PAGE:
The Chicken Pox or Fowl Pox (Sorehead) is caused by a virus of the family Poxviridae and the genus Avipoxvirus. This is a woldwide disease that can be transmitted by direct or indirect contact, as well as through biting insects. It commonly affects poultry, such as chickens and turkeys; but also quail, canaries, pigeons, and many other species of birds have come down with this disease.
The disease manifests itself in one or two ways, cutaneous pox (dry form) or diphtheritic pox (wet form).
Dry Form: Spread by biting insects (especially mosquitoes) and wound contamination. Dry pox starts as small whitish infection that develops into wart-like nodules. The nodules eventually are sloughed and scab formation precedes final healing. Lesions are most commonly seen on the featherless parts of the body (comb, wattles, ear lobes, eyes, and sometimes the feet and around the vent). Mosquitoes can harbor ineffective virus for a month or more after feeding on affected birds.
After the infection is introduced, it spreads within the flock by mosquitoes as well as direct and indirect contact. (If mosquitoes are problem in your area, here are some tips to control these pests.) Birds affected by this form usually recover within a few weeks. The good news is that recovered birds do not remain carriers.
Wet Form: The second form is spread by inhalation of the virus and causes a diphtheritic (false) membrane to form in the mouth, pharynx, larynx, and sometimes the trachea. Yellowish cheese-like areas may occur on the inside of the mouth.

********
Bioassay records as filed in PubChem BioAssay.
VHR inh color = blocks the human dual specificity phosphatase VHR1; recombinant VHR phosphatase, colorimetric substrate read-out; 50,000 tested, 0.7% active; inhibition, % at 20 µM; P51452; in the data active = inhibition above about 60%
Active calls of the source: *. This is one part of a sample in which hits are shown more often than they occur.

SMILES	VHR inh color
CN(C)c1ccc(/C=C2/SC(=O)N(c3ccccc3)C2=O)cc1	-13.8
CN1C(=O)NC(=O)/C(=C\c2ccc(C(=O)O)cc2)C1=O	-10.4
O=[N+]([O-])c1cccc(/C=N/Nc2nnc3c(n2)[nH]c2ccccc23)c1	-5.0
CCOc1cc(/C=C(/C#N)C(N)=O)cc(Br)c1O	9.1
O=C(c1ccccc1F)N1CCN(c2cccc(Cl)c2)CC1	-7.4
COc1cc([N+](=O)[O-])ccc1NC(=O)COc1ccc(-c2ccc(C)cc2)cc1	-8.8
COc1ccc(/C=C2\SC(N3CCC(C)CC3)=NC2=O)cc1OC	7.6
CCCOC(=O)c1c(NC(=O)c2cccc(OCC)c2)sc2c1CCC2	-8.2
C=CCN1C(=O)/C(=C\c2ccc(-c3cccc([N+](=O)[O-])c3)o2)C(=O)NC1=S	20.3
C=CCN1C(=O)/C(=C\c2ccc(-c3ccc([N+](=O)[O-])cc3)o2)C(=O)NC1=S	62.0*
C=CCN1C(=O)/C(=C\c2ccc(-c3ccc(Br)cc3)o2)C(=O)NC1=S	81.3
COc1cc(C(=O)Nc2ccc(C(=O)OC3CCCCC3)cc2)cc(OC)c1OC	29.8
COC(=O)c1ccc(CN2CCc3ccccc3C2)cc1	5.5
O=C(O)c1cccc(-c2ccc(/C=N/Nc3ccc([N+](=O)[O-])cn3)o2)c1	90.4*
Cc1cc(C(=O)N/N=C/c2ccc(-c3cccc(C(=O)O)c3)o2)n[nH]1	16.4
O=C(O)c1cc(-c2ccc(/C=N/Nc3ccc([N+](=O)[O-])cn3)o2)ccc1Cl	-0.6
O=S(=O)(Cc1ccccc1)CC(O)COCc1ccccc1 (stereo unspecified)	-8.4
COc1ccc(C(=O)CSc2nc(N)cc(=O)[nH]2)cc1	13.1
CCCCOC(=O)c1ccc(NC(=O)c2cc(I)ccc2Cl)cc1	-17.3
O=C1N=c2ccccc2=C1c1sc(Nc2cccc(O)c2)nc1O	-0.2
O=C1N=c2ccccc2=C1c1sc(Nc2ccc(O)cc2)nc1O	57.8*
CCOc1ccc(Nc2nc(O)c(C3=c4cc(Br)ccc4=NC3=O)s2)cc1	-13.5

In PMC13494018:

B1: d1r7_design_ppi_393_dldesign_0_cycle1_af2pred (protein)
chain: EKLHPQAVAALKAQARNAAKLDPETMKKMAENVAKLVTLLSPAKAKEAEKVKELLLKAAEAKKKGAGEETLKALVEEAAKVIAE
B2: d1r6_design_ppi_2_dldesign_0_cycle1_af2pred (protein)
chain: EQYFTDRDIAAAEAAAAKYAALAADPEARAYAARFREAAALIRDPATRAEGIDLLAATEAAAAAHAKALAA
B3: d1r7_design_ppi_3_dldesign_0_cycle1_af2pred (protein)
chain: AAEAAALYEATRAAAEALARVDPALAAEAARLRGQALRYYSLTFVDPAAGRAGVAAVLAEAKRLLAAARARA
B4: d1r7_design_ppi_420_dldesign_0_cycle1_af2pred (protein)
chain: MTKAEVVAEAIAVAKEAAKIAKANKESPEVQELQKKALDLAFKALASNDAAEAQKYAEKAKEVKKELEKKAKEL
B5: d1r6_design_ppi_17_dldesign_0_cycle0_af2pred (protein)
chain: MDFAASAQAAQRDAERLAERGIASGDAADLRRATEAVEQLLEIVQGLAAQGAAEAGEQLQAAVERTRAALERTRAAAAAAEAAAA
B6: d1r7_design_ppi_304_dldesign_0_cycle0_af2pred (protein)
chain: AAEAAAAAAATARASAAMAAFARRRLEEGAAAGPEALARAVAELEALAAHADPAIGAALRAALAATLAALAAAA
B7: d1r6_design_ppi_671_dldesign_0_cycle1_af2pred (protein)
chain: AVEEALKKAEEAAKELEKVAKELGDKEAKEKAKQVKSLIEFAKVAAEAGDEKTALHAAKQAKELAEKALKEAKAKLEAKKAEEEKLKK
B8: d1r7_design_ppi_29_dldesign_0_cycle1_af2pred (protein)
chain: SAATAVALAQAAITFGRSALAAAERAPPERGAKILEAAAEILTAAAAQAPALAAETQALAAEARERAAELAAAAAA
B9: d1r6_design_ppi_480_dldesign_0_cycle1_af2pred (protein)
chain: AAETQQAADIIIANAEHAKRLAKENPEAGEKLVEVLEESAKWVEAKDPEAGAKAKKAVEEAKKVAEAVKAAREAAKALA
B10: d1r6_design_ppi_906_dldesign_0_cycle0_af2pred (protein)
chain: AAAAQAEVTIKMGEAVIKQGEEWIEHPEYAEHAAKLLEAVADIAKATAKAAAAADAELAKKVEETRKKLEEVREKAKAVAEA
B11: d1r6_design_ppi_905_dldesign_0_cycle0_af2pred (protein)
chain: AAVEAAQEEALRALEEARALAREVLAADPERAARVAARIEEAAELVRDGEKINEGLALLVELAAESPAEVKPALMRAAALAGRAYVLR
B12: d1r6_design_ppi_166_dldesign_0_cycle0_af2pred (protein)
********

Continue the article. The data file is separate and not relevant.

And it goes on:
The prognosis for this form is poor.
Fowl pox tends to spreads slowly and a flock may be affected for several months. The course of the disease in the individual bird takes three to five weeks.
Affected young birds are retarded in growth.
Laying birds experience a drop in egg production.
Birds of all ages that have oral or respiratory system involvement have difficulty eating and breathing.
Fowl pox is usually easily diagnosed based on flock history and the presence of typical lesions. In some cases, laboratory diagnosis by tissue or transmission studies may be necessary.
Treatment, Control and Prevention:
There is no treatment for this condition. In many cases, the disease may resolve itself. It is important to control any mosquito infestations and sanitize the premises the fowl is in to minimize exposure. The virus is highly resistant in dried scabs and under certain conditions may survive for months on contaminated premises.
NOTE: Infected birds are susceptible to secondary infections that often lead to death. Therefore, sanitation is of utmost importance.
In order to stop / slow down the spread of this disease, sick birds should be separated from those that appear to be healthy and provided supportive care to maximize its chances of a quick recovery.
Disease control is accomplished best by preventative vaccination since ordinary management and sanitation practices will not prevent it. Birds intended for laying purposes should be vaccinated. Birds whose resistance has been weakened through any condition or disease should not be vaccinated until they are healthy.
Vaccination of broilers is not usually required unless the mosquito population is high or infections have occurred previously. The chicks may be vaccinated as young as one day of age by using the wing-web method and using a one needle applicator. All replacement chickens are vaccinated against fowl pox when the birds are six to ten weeks of age. One application of fowl pox vaccine results in permanent immunity. (Source: Mississippi State University).
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